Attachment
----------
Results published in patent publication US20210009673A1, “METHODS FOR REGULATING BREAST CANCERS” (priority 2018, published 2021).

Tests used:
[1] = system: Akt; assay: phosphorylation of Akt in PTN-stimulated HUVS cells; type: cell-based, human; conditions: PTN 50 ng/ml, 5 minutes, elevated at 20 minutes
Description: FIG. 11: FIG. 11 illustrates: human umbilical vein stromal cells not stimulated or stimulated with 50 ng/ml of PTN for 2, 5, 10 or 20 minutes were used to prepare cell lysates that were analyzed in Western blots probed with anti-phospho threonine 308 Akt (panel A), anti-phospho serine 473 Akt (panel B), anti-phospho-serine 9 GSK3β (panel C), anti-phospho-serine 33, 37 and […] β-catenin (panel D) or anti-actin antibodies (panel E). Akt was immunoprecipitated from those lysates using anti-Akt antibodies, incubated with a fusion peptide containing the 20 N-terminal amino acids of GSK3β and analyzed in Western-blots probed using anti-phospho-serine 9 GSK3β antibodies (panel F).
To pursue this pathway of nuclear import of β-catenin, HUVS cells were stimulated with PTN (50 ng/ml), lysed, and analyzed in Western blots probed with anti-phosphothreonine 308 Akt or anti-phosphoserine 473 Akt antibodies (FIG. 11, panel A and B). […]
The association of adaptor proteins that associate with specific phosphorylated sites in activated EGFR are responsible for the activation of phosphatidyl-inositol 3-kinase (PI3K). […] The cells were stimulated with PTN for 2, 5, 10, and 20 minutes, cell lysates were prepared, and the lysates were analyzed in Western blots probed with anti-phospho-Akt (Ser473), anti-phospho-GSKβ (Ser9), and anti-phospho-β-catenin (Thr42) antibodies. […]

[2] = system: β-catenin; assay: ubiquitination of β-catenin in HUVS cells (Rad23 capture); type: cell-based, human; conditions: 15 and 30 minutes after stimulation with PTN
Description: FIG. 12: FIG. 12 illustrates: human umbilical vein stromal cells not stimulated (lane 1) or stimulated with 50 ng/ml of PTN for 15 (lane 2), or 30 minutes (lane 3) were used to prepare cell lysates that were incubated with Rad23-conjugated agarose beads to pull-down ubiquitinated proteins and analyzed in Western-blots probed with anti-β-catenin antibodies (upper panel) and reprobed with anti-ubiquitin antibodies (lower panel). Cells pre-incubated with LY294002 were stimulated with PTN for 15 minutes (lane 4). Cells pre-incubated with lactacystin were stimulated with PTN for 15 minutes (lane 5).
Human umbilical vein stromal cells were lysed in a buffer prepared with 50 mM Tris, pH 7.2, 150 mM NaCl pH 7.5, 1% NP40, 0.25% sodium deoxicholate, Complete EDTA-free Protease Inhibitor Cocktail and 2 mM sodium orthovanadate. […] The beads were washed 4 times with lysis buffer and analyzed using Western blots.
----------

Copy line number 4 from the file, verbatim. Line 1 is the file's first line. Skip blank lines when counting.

Description: FIG. 11: FIG. 11 illustrates: human umbilical vein stromal cells not stimulated or stimulated with 50 ng/ml of PTN for 2, 5, 10 or 20 minutes were used to prepare cell lysates that were analyzed in Western blots probed with anti-phospho threonine 308 Akt (panel A), anti-phospho serine 473 Akt (panel B), anti-phospho-serine 9 GSK3β (panel C), anti-phospho-serine 33, 37 and […] β-catenin (panel D) or anti-actin antibodies (panel E). Akt was immunoprecipitated from those lysates using anti-Akt antibodies, incubated with a fusion peptide containing the 20 N-terminal amino acids of GSK3β and analyzed in Western-blots probed using anti-phospho-serine 9 GSK3β antibodies (panel F).